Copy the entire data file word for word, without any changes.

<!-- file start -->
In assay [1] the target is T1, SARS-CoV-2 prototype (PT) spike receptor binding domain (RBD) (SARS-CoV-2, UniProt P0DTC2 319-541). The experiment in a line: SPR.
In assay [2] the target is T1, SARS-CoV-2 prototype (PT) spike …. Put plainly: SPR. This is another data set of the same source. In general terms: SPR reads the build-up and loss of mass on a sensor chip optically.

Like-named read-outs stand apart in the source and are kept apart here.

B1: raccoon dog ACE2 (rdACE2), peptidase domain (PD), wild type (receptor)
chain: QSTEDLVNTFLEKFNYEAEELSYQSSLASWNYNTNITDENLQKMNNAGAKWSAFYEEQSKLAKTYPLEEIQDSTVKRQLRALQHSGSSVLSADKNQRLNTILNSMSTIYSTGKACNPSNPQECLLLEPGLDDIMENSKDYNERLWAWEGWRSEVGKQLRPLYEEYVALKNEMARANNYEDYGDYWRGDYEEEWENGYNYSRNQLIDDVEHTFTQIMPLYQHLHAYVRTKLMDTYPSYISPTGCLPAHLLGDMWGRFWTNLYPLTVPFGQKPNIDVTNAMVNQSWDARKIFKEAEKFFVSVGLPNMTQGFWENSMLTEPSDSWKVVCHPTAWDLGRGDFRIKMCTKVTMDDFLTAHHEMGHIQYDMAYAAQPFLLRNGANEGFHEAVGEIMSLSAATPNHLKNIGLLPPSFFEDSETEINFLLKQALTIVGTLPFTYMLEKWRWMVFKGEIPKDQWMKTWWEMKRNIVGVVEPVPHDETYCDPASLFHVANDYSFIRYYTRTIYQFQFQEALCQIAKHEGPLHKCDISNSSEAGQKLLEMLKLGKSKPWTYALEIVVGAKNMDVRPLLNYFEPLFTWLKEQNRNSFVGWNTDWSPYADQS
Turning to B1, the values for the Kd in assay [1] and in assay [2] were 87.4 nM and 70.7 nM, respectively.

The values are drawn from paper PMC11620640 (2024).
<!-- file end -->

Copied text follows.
In assay [1] the target is T1, SARS-CoV-2 prototype (PT) spike receptor binding domain (RBD) (SARS-CoV-2, UniProt P0DTC2 319-541). The experiment in a line: SPR.
In assay [2] the target is T1, SARS-CoV-2 prototype (PT) spike …. Put plainly: SPR. This is another data set of the same source. In general terms: SPR reads the build-up and loss of mass on a sensor chip optically.

Like-named read-outs stand apart in the source and are kept apart here.

B1: raccoon dog ACE2 (rdACE2), peptidase domain (PD), wild type (receptor)
chain: QSTEDLVNTFLEKFNYEAEELSYQSSLASWNYNTNITDENLQKMNNAGAKWSAFYEEQSKLAKTYPLEEIQDSTVKRQLRALQHSGSSVLSADKNQRLNTILNSMSTIYSTGKACNPSNPQECLLLEPGLDDIMENSKDYNERLWAWEGWRSEVGKQLRPLYEEYVALKNEMARANNYEDYGDYWRGDYEEEWENGYNYSRNQLIDDVEHTFTQIMPLYQHLHAYVRTKLMDTYPSYISPTGCLPAHLLGDMWGRFWTNLYPLTVPFGQKPNIDVTNAMVNQSWDARKIFKEAEKFFVSVGLPNMTQGFWENSMLTEPSDSWKVVCHPTAWDLGRGDFRIKMCTKVTMDDFLTAHHEMGHIQYDMAYAAQPFLLRNGANEGFHEAVGEIMSLSAATPNHLKNIGLLPPSFFEDSETEINFLLKQALTIVGTLPFTYMLEKWRWMVFKGEIPKDQWMKTWWEMKRNIVGVVEPVPHDETYCDPASLFHVANDYSFIRYYTRTIYQFQFQEALCQIAKHEGPLHKCDISNSSEAGQKLLEMLKLGKSKPWTYALEIVVGAKNMDVRPLLNYFEPLFTWLKEQNRNSFVGWNTDWSPYADQS
Turning to B1, the values for the Kd in assay [1] and in assay [2] were 87.4 nM and 70.7 nM, respectively.

The values are drawn from paper PMC11620640 (2024).